AQR Working Paper
There are currently a legion of investors, strategists and general pundits telling us that the stock market is “undervalued.” While some have formal models for this, the most common observation is simply that stocks have dropped dramatically. Darn it, smart brave investors buy when things are lousy. We have fallen so far, it has to be time for the “bottom,” and when we hit the “bottom,” it’s straight back to Nasdaq 5000. Right? Well, not so fast.
The fact that stocks could have fallen so much and still be so expensive, is a statement about how silly we all got in 1999–2000 and about the disingenuousness of those who didn’t sound the alarm back then. It is not a statement that stocks are cheap at the time this paper was written, in 2001. In fact, the opposite is true.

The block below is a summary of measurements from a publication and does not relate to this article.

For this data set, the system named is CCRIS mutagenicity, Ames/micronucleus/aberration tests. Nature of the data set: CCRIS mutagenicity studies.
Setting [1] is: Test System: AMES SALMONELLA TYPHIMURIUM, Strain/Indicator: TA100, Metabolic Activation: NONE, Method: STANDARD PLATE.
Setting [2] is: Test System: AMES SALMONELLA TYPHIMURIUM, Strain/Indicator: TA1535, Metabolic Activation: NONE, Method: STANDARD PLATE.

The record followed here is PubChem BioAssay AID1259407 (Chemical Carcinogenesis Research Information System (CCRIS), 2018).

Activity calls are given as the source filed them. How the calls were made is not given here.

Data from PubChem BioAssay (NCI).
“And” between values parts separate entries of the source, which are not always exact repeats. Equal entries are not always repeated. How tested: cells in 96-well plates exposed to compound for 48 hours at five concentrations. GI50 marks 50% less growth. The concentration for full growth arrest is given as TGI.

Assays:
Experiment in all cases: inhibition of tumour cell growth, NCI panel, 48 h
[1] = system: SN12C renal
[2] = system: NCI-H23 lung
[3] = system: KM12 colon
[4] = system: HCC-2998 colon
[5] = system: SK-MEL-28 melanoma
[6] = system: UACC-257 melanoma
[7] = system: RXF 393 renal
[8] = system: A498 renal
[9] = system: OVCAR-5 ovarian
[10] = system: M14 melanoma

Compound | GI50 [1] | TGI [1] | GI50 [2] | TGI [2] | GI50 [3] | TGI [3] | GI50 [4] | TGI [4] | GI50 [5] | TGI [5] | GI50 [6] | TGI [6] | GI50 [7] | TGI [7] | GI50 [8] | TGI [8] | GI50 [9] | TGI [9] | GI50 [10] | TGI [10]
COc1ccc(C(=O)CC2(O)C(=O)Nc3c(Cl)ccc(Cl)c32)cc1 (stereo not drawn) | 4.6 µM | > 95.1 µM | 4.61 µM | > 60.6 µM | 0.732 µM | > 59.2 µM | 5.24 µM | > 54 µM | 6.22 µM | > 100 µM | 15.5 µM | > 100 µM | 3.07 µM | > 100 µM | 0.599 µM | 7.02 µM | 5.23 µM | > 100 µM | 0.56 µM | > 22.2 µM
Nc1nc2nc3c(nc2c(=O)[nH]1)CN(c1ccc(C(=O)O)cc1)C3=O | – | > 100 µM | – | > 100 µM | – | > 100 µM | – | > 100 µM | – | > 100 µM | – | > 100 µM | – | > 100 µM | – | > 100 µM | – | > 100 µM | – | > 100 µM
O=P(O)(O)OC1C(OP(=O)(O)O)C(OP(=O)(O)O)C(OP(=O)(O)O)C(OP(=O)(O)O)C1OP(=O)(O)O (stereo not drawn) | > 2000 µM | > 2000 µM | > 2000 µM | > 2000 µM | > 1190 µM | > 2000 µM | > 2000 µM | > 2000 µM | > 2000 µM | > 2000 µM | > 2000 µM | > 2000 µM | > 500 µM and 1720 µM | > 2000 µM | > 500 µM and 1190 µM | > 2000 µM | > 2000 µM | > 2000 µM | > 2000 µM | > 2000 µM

Basically, stocks are massively expensive versus all of recorded history on any reasonable scale. They are down from their provably insane levels of March 2000 (and please quote me here, any strategists not saying boldly that they were stupidly expensive back in March of 2000 should have their math and/or motivations checked), but stocks are anything but cheap today.